Most of our talk about women’s career advancement seems to focus on elite colleges and high profile professions such as corporate leadership. Yet there are many jobs open to women who want to try less obvious routes to career success.
AAUW has long been a leader in workplace advancement and pay equity for women.
Their recent research into the higher student loan debt burden women experience due to the gender pay gap found that many women – more than 4 million – view community college as their best, and most affordable, option after high school.
Dana Kaplan’s story of how she succeeded in a typically all-male field is a fascinating example of how community colleges can help women change careers or to gain the skills they need to advance in any chosen profession.
If at first you don’t succeed, try, try again.
Like a lot of recent graduates, Kaplan had trouble getting work in her chosen field — philosophy — after college. She realized she needed a change when she found herself stuck “9 to 5 in a cubicle. I couldn’t stand it.”Or, if you’re an auto mechanic and 2011–12 AAUW Career Development Grantee Dana Kaplan, try something completely different!
I asked Kaplan how she made the jump from one career to the next. “I always knew I wanted to work with my hands,” she said. For a while she considered going into construction, to which people generally responded, “You’re too smart; you’re too pretty [for a job like that].”
Consider this your Women’s History Month bonus post. In the heated contemporary debate about whether Facebook COO Sheryl Sandberg’s exhortation to women to Lean In will help women in less elevated positions, Ruth Nemzoff, Resident Scholar at Brandeis Women’s Studies Research Center and author of Don’t Roll Your Eyes: Making In-Laws Into Family reminds us that this dispute is hardly new. You could substitute “Sandberg” for “Friedan” in most of Nemzoff’s article. And the takeaway lessons for women remain the same too.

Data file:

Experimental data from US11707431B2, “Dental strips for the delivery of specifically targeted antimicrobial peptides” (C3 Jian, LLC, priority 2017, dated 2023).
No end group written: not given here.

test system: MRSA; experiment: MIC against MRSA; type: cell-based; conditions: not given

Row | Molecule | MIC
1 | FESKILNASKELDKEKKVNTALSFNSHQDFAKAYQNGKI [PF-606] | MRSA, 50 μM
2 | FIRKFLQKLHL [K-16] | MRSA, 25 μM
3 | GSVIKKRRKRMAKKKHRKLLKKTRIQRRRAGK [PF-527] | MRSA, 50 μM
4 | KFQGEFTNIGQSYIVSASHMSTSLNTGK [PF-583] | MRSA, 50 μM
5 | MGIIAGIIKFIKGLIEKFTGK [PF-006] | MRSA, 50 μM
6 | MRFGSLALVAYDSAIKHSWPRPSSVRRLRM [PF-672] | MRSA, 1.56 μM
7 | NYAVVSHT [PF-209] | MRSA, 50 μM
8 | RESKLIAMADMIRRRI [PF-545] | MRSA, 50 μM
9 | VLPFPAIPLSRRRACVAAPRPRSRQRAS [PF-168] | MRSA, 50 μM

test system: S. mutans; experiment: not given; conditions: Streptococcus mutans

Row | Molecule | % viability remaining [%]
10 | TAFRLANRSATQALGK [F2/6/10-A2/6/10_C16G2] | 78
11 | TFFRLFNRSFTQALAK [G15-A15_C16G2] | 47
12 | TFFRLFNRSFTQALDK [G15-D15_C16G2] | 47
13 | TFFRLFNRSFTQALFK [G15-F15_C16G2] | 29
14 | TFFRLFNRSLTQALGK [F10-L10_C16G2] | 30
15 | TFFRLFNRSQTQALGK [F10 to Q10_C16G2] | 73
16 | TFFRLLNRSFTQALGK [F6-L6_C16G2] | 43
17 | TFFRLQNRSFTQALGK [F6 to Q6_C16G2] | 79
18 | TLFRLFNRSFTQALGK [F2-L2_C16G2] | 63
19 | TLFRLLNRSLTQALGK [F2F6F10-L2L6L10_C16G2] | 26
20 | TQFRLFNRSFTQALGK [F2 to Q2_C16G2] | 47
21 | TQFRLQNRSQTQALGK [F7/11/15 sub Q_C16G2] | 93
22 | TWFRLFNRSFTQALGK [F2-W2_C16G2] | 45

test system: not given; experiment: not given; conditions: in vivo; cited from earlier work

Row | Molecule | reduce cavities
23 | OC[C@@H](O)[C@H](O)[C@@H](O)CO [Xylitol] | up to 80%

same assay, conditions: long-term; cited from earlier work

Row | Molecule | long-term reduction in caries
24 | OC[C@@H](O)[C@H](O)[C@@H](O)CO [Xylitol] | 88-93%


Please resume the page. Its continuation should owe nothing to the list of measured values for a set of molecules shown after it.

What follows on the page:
Let’s not waste our time denigrating Betty Friedan’s The Feminine Mystique because it focused only on the problems of affluent women, rather, let us praise her for starting a revolution.
Making a box-office success movie or TV series without a woman in a sexualized or type-cast bimbo role has historically been hard to impossible. (Read “Leadership Fictions:Gender, Leadership, and the Media”, Take The Lead’s special report on how media influences women’s perceptions of themselves as leaders and others’ ideas about them for some shocking statistics.)
That’s why women today who create media by producing, writing, and directing are of the utmost importance to creating the future of our choice.
Some women in leading roles on and off screen—like Tina Fey, Amy Poehler, Lena Dunham, and Shonda Rhimes—use their writing to make women the protagonists of their stories. Their takes on what those roles mean to women and feminism, however, are quite diverse.